Results 1 to 6 of 6

Thread: Carlos Seixas (1704 - 1742)

  1. #1
    Senior Member
    Join Date
    May 2009
    Location
    Brazil
    Posts
    566
    Post Thanks / Like

    Default Carlos Seixas (1704 - 1742)

    Carlos Seixas was born in Coimbra in 1704 and died at the young age of 38 in Lisbon. Son of the organist of the Sé (cathedral) of Coimbra, he was a child prodigy and obtained the title of organist in the same church his father presided with 14 years. Two years later he decided to move to Lisbon, where he met and probably had lessons with Domenico Scarlatti, whose influence is so clearly seen in in his works. There is even an anedocte saying that when the king's son, Dom António, arranged for Scarlatti to give him harpsichord lessons, Scarlatti replied that it was Seixas who should give him lessons, saying that Seixas was one of the finest virtuosi he had ever seen. He would soon become assistant organist to Scarlatti and after his departure to Spain (he was the teacher of the Royal Princess Maria Barbara who married the Infante of Spain and then move to the Escorial) he assumed the job of organist in Lisbon and court composer, where he died in 1742.

    Seixas is arguably the most important keyboard composer from the Iberian Peninsula until the generation of Albéniz and Granados. He shows a double influence, first from the Iberian harpsichord and organ tradicion and even more important from the Italian style, specially from Scarlattis inventions. It is hard to know when each composer wrote each sonata, but Seixas sonatas usually show a rather advanced understanding of the sonata style, having composed even quasi-sonata forms in some works: bitematic and with a tonal I-V-I outlook, the texture and the phrasing also are located in the galante style. Also his harmonic writing is rather different showing an impressive ease with the sixth repertoire of the period. It is open to discussion who influenced whom but most probably we should think on a reciprocal development.

    We are not only unfortuned due to his young death, but also about 90% of everything he composed was kept in the Cathedral of Lisbon, which would be razed and burnt thirteen years later in the famous earthquake of 1755. We know of 700 sonatas on his name, and we have about 100, we know of 10 masses, and have one, several symphonies are lost, and from his orchestral output we saved only an Overture which shows an unexplained French influence.

    If someone is keen on him please manifest.
    Last edited by Taggart; Jan-02-2021 at 13:15. Reason: Date checking

  2. Likes Ingélou liked this post
  3. #2
    Senior Member
    Join Date
    May 2009
    Location
    Brazil
    Posts
    566
    Post Thanks / Like

  4. Likes Ingélou liked this post
  5. #3
    Senior Member clavichorder's Avatar
    Join Date
    May 2011
    Location
    WA, U.S.
    Posts
    5,088
    Post Thanks / Like
    Blog Entries
    3

    Default

    Ah yes. I know someone who has Seixas keyboard works on youtube, played on a very unique clavicitherium. Check these out: http://www.youtube.com/watch?v=q8fzD...el_video_title
    http://www.youtube.com/watch?v=Zz0fL...feature=relmfu
    http://www.youtube.com/watch?v=vv8lZ...feature=relmfu

  6. Likes Taggart, Ingélou liked this post
  7. #4
    Senior Member Ingélou's Avatar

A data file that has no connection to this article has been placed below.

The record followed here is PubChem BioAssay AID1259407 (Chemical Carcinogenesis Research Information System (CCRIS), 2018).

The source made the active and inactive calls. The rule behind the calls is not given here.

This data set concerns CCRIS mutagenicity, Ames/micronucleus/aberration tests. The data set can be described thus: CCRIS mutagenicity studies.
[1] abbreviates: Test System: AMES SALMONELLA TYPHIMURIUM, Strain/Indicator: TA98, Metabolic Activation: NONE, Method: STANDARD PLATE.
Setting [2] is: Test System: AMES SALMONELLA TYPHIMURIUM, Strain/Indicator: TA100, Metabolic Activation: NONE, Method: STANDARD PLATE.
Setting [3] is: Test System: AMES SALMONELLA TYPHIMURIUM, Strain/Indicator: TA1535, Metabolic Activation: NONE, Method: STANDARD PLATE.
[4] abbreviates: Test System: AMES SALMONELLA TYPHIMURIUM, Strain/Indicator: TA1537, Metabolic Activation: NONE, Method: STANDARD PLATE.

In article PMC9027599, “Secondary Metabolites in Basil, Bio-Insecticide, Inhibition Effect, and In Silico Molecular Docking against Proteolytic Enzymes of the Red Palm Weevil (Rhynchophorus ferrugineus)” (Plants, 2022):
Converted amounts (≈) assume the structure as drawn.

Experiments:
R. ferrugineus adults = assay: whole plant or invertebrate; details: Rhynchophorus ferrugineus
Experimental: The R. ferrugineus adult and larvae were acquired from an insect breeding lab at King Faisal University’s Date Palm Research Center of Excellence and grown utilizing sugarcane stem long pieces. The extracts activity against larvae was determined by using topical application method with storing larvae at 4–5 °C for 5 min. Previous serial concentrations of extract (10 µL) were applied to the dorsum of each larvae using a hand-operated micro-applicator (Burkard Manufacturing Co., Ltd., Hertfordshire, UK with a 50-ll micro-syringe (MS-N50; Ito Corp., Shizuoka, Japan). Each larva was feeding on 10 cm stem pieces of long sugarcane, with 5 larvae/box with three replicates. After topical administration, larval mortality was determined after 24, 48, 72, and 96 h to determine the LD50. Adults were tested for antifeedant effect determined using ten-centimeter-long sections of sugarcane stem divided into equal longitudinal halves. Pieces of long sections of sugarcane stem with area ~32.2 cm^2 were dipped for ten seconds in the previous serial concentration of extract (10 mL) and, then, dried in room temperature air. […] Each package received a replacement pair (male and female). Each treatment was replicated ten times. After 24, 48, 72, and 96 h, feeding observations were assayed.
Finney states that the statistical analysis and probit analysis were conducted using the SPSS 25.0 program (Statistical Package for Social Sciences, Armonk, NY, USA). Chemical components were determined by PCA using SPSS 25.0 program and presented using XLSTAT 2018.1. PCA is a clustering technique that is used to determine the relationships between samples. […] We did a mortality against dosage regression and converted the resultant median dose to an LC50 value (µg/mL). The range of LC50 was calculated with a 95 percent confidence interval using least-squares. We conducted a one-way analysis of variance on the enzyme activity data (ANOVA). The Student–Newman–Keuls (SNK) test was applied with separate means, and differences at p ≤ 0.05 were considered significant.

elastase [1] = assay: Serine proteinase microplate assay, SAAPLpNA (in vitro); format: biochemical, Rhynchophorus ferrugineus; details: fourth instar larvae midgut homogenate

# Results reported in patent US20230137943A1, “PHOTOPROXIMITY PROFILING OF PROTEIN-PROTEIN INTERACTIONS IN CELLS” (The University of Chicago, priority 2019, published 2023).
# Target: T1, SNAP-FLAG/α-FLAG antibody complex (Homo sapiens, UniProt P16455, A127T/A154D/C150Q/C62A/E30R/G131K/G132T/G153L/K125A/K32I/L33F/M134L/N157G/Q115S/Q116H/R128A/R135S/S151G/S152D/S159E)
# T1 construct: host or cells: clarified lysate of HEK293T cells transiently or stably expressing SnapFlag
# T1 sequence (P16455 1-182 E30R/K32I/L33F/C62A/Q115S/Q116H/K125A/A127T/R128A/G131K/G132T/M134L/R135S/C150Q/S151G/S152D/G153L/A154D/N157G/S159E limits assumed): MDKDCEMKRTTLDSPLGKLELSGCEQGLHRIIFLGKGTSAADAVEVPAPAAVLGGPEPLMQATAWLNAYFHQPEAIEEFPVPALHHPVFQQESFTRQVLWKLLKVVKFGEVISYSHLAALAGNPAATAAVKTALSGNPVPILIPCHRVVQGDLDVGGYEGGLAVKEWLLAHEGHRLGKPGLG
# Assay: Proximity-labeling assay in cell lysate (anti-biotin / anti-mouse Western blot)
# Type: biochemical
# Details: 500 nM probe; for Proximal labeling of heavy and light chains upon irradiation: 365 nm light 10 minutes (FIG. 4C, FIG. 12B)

Join Date
    Feb 2013
    Location
    Gemtown in Yorkshire
    Posts
    5,463
    Post Thanks / Like
    Blog Entries
    36

    Default

    What a double misfortune - his short life, and the earthquake fire that destroyed most of his work.

    I've enjoyed listening to the (short) pieces on the posted links. Thank you.

    On YouTube now, there are these longer videos:

    Harpsichord Sonatas 1:
    https://www.youtube.com/watch?v=sTncXiDlpl4

    & Harpsichord Sonatas 2:
    https://www.youtube.com/watch?v=V_ge__9F4oE

    What a wonderful thing internet education is.
    Last edited by Ingélou; Jan-02-2021 at 12:42.
    ~ Mollie ~
    My fiddle my joy.

  8. Likes Taggart liked this post
  9. #5
    Sr. Moderator Taggart's Avatar
    Join Date
    Feb 2013
    Location
    Yorkshire (ex-Glasgow)
    Posts
    4,269
    Post Thanks / Like
    Blog Entries
    1

    Default

    His actual dates are 1704 to 1742 see wiki. Equally, the earthquake which destroyed most of his work was in 1755.

    I've edited the OP to reflect this.
    Music begins where words leave off. Music expresses the inexpressible.

  10. Likes Ingélou liked this post
  11. #6
    New Member
    Join Date
    Jan 2021
    Posts
    1
    Post Thanks / Like

    Default

    The style Carlos has, it sounds like what would have been if there were no gallant but except a baroque to classical transitional period.

    I've been exploring his works, some of which are quite good:
    Very good, the album is decent too: https://www.youtube.com/watch?v=1BxHJ2SUntc
    This as well, though the rendition isn't doing it justice, this has a lot of potential: https://www.youtube.com/watch?v=9f4fJIa4Ni8
    Another: https://www.youtube.com/watch?v=Zz1c8oCFG7I
    Another banger, super good: https://www.youtube.com/watch?v=e0WXu_EBgU0
    Ill likely post more good ones when I find them.

    A lot of his music is quite fun to listen to, reminds me of Alessandro Scarlatti a bit.
    Last edited by Subkontraposaunenbass; Jan-11-2021 at 02:29.

  12. Likes Taggart liked this post

Posting Permissions

  • You may not post new threads
  • You may not post replies
  • You may not post attachments
  • You may not edit your posts
  •